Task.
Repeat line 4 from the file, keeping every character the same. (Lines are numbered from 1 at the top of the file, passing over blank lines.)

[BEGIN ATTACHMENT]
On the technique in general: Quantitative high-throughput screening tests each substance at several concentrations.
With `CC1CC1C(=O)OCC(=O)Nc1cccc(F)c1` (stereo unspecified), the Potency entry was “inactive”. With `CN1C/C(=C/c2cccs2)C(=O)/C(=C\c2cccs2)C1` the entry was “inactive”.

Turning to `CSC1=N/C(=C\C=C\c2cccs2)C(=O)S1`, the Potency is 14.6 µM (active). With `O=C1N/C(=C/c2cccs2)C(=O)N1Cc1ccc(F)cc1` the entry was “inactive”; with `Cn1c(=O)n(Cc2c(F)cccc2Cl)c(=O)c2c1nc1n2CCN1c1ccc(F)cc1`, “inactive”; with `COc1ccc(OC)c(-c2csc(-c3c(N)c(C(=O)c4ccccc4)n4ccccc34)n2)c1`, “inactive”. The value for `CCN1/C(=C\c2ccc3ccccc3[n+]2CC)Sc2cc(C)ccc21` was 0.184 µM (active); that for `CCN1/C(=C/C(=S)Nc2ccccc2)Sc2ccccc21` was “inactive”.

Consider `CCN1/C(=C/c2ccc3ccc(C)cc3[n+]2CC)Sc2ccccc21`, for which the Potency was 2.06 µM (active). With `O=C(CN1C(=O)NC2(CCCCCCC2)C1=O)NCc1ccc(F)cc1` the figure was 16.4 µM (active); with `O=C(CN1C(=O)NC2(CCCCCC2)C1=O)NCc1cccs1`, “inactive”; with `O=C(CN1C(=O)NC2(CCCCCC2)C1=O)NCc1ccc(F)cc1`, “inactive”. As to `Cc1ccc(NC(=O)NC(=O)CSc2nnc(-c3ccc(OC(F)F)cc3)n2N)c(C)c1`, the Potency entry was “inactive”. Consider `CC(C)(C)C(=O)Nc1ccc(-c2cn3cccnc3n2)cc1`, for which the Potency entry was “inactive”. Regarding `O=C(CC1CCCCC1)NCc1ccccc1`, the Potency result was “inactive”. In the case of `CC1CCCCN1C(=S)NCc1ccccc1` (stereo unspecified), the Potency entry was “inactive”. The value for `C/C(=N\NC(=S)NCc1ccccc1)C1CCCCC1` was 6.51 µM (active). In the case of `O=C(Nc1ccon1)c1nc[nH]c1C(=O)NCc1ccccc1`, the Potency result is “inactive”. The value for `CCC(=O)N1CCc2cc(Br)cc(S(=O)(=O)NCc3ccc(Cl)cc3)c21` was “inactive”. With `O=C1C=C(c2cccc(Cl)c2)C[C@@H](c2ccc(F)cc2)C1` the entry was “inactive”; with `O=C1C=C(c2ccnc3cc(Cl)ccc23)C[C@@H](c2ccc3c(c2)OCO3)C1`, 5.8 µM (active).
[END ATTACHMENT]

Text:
Consider `CCN1/C(=C/c2ccc3ccc(C)cc3[n+]2CC)Sc2ccccc21`, for which the Potency was 2.06 µM (active). With `O=C(CN1C(=O)NC2(CCCCCCC2)C1=O)NCc1ccc(F)cc1` the figure was 16.4 µM (active); with `O=C(CN1C(=O)NC2(CCCCCC2)C1=O)NCc1cccs1`, “inactive”; with `O=C(CN1C(=O)NC2(CCCCCC2)C1=O)NCc1ccc(F)cc1`, “inactive”. As to `Cc1ccc(NC(=O)NC(=O)CSc2nnc(-c3ccc(OC(F)F)cc3)n2N)c(C)c1`, the Potency entry was “inactive”. Consider `CC(C)(C)C(=O)Nc1ccc(-c2cn3cccnc3n2)cc1`, for which the Potency entry was “inactive”. Regarding `O=C(CC1CCCCC1)NCc1ccccc1`, the Potency result was “inactive”. In the case of `CC1CCCCN1C(=S)NCc1ccccc1` (stereo unspecified), the Potency entry was “inactive”. The value for `C/C(=N\NC(=S)NCc1ccccc1)C1CCCCC1` was 6.51 µM (active). In the case of `O=C(Nc1ccon1)c1nc[nH]c1C(=O)NCc1ccccc1`, the Potency result is “inactive”. The value for `CCC(=O)N1CCc2cc(Br)cc(S(=O)(=O)NCc3ccc(Cl)cc3)c21` was “inactive”. With `O=C1C=C(c2cccc(Cl)c2)C[C@@H](c2ccc(F)cc2)C1` the entry was “inactive”; with `O=C1C=C(c2ccnc3cc(Cl)ccc23)C[C@@H](c2ccc3c(c2)OCO3)C1`, 5.8 µM (active).